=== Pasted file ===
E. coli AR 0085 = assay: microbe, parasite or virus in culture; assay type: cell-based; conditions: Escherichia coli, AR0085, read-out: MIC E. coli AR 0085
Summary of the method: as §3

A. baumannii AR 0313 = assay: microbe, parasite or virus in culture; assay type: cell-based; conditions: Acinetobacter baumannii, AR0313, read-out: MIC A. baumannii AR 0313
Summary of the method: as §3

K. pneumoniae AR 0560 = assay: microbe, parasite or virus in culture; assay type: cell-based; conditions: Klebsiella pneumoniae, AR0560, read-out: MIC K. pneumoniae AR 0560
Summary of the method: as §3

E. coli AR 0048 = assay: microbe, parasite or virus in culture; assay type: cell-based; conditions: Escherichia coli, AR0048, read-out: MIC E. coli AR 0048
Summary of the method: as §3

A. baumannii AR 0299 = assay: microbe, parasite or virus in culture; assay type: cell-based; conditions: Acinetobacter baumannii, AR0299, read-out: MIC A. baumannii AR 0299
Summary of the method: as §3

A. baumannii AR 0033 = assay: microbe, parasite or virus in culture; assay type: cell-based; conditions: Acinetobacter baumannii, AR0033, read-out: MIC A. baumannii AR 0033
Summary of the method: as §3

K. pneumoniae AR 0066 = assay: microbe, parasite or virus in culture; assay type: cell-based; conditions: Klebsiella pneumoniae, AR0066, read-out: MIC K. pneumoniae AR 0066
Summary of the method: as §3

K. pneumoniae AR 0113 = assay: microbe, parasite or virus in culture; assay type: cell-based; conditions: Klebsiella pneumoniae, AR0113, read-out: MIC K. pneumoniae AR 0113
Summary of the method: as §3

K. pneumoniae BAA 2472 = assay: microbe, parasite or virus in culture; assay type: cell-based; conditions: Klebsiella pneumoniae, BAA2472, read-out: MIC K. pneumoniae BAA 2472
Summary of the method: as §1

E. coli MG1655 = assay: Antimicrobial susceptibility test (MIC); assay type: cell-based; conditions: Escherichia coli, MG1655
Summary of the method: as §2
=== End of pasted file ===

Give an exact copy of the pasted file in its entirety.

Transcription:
E. coli AR 0085 = assay: microbe, parasite or virus in culture; assay type: cell-based; conditions: Escherichia coli, AR0085, read-out: MIC E. coli AR 0085
Summary of the method: as §3

A. baumannii AR 0313 = assay: microbe, parasite or virus in culture; assay type: cell-based; conditions: Acinetobacter baumannii, AR0313, read-out: MIC A. baumannii AR 0313
Summary of the method: as §3

K. pneumoniae AR 0560 = assay: microbe, parasite or virus in culture; assay type: cell-based; conditions: Klebsiella pneumoniae, AR0560, read-out: MIC K. pneumoniae AR 0560
Summary of the method: as §3

E. coli AR 0048 = assay: microbe, parasite or virus in culture; assay type: cell-based; conditions: Escherichia coli, AR0048, read-out: MIC E. coli AR 0048
Summary of the method: as §3

A. baumannii AR 0299 = assay: microbe, parasite or virus in culture; assay type: cell-based; conditions: Acinetobacter baumannii, AR0299, read-out: MIC A. baumannii AR 0299
Summary of the method: as §3

A. baumannii AR 0033 = assay: microbe, parasite or virus in culture; assay type: cell-based; conditions: Acinetobacter baumannii, AR0033, read-out: MIC A. baumannii AR 0033
Summary of the method: as §3

K. pneumoniae AR 0066 = assay: microbe, parasite or virus in culture; assay type: cell-based; conditions: Klebsiella pneumoniae, AR0066, read-out: MIC K. pneumoniae AR 0066
Summary of the method: as §3

K. pneumoniae AR 0113 = assay: microbe, parasite or virus in culture; assay type: cell-based; conditions: Klebsiella pneumoniae, AR0113, read-out: MIC K. pneumoniae AR 0113
Summary of the method: as §3

K. pneumoniae BAA 2472 = assay: microbe, parasite or virus in culture; assay type: cell-based; conditions: Klebsiella pneumoniae, BAA2472, read-out: MIC K. pneumoniae BAA 2472
Summary of the method: as §1

E. coli MG1655 = assay: Antimicrobial susceptibility test (MIC); assay type: cell-based; conditions: Escherichia coli, MG1655
Summary of the method: as §2